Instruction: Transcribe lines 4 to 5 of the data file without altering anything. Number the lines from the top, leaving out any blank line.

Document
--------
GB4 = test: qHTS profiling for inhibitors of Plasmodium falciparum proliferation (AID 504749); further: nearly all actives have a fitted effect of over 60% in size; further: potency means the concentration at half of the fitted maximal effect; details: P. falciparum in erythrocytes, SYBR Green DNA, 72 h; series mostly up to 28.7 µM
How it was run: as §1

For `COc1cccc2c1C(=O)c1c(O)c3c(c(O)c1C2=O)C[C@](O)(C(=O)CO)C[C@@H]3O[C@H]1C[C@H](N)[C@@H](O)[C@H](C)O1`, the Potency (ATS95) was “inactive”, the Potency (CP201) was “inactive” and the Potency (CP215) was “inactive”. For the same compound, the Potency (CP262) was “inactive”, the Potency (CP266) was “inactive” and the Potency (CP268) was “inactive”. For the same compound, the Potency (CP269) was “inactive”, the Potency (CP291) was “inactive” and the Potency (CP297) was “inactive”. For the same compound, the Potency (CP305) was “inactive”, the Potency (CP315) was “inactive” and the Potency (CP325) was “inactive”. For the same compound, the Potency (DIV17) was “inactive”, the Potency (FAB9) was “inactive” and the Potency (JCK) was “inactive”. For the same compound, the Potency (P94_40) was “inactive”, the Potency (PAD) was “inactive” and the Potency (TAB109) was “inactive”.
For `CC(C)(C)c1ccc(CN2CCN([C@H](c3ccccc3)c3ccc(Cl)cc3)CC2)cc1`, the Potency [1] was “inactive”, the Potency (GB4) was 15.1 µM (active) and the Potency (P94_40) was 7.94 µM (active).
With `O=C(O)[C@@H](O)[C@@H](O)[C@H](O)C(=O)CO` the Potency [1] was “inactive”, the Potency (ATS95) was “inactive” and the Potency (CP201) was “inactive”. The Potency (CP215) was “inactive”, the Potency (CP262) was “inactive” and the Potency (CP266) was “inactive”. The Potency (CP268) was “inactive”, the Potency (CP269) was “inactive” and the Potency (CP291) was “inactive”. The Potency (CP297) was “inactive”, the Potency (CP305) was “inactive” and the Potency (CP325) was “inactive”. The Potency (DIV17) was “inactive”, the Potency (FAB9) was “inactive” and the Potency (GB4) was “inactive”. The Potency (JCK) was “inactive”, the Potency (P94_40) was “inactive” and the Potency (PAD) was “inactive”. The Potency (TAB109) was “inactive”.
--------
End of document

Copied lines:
For `CC(C)(C)c1ccc(CN2CCN([C@H](c3ccccc3)c3ccc(Cl)cc3)CC2)cc1`, the Potency [1] was “inactive”, the Potency (GB4) was 15.1 µM (active) and the Potency (P94_40) was 7.94 µM (active).
With `O=C(O)[C@@H](O)[C@@H](O)[C@H](O)C(=O)CO` the Potency [1] was “inactive”, the Potency (ATS95) was “inactive” and the Potency (CP201) was “inactive”. The Potency (CP215) was “inactive”, the Potency (CP262) was “inactive” and the Potency (CP266) was “inactive”. The Potency (CP268) was “inactive”, the Potency (CP269) was “inactive” and the Potency (CP291) was “inactive”. The Potency (CP297) was “inactive”, the Potency (CP305) was “inactive” and the Potency (CP325) was “inactive”. The Potency (DIV17) was “inactive”, the Potency (FAB9) was “inactive” and the Potency (GB4) was “inactive”. The Potency (JCK) was “inactive”, the Potency (P94_40) was “inactive” and the Potency (PAD) was “inactive”. The Potency (TAB109) was “inactive”.